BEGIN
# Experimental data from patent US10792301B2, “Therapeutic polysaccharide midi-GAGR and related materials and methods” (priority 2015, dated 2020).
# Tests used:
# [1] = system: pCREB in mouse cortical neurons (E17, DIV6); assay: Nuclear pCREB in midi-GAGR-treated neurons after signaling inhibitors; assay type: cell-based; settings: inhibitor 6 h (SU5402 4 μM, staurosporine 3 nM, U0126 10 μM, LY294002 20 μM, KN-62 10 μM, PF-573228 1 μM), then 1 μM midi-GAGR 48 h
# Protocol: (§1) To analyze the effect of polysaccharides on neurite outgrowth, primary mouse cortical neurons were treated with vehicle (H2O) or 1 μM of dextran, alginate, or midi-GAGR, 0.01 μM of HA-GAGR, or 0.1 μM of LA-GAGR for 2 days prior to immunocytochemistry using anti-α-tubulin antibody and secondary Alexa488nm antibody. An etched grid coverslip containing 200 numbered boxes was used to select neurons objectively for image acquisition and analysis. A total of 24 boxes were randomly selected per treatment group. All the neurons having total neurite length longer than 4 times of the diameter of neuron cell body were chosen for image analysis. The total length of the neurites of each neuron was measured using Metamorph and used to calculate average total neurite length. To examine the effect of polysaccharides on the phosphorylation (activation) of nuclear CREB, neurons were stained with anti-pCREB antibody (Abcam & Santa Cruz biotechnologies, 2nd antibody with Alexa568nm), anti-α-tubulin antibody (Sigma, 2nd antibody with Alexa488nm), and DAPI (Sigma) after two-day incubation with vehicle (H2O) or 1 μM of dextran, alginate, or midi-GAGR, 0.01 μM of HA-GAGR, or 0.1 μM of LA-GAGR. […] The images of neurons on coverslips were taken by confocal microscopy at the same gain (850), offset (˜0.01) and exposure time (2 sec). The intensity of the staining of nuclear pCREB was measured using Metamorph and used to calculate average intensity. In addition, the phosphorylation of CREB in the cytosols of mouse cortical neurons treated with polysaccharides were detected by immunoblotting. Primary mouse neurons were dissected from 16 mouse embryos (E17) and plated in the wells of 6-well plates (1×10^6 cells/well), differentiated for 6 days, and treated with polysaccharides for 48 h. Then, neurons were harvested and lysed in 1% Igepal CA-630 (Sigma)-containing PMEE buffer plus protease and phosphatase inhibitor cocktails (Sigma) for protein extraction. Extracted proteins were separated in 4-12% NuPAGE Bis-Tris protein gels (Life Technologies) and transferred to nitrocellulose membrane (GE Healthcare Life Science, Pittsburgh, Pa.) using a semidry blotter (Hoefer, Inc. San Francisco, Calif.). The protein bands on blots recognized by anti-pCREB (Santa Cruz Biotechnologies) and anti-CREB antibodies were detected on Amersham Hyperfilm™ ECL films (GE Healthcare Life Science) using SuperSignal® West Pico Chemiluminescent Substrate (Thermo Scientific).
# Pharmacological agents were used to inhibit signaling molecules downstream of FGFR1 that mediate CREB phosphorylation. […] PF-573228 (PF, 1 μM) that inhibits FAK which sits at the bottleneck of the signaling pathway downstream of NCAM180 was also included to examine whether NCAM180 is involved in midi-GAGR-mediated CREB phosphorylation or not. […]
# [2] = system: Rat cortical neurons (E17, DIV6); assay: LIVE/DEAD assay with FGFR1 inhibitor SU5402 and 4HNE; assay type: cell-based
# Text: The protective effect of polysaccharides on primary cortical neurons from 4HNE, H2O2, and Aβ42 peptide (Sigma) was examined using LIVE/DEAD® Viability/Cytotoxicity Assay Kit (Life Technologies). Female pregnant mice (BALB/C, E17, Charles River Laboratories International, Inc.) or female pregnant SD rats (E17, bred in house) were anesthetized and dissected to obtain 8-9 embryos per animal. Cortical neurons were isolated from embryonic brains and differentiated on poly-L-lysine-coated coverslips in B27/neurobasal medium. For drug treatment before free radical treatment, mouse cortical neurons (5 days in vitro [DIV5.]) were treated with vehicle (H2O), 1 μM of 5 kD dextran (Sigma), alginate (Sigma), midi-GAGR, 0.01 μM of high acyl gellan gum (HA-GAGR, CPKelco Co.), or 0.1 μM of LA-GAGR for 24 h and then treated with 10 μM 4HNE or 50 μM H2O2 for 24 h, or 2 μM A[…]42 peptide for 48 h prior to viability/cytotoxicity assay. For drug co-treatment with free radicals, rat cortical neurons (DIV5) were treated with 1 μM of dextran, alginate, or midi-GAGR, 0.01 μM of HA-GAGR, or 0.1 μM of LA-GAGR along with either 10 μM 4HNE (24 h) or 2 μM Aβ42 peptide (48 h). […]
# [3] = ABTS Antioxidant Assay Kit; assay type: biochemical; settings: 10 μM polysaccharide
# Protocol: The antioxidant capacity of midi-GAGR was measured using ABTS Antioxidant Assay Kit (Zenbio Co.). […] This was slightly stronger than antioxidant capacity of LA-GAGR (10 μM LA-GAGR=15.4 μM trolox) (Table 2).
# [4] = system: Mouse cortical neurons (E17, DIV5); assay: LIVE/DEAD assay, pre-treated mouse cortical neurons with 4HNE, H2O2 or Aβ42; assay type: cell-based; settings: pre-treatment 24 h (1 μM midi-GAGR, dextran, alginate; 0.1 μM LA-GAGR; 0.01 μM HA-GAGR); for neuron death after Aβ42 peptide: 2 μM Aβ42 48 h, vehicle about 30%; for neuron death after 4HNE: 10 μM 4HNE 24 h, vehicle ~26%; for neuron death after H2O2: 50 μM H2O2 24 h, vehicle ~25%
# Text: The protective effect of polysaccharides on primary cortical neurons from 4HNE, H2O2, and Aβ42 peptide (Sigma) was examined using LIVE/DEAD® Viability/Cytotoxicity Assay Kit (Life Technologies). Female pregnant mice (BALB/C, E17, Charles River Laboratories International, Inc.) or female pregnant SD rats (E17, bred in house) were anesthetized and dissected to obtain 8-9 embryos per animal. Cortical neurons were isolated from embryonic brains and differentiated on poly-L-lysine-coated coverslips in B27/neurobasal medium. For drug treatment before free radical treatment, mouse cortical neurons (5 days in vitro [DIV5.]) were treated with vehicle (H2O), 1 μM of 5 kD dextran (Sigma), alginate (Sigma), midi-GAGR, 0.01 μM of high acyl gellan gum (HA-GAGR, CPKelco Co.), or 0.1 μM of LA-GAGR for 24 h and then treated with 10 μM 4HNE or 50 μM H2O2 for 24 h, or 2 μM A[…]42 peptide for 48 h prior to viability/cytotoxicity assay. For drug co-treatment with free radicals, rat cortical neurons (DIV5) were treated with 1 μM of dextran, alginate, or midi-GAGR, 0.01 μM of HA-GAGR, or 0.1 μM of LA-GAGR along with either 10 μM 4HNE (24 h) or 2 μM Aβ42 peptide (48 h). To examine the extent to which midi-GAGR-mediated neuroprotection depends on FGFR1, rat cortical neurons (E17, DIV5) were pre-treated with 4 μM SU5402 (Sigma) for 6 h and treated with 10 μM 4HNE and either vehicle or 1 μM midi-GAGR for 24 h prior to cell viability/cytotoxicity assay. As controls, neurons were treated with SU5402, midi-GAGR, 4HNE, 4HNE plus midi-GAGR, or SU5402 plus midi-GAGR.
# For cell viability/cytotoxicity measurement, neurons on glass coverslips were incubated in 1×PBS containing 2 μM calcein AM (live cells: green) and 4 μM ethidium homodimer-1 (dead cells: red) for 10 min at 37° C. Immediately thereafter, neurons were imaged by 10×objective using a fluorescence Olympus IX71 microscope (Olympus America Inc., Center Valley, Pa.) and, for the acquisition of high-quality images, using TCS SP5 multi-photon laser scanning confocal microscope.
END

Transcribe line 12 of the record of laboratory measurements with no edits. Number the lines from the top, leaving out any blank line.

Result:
# For cell viability/cytotoxicity measurement, neurons on glass coverslips were incubated in 1×PBS containing 2 μM calcein AM (live cells: green) and 4 μM ethidium homodimer-1 (dead cells: red) for 10 min at 37° C. Immediately thereafter, neurons were imaged by 10×objective using a fluorescence Olympus IX71 microscope (Olympus America Inc., Center Valley, Pa.) and, for the acquisition of high-quality images, using TCS SP5 multi-photon laser scanning confocal microscope.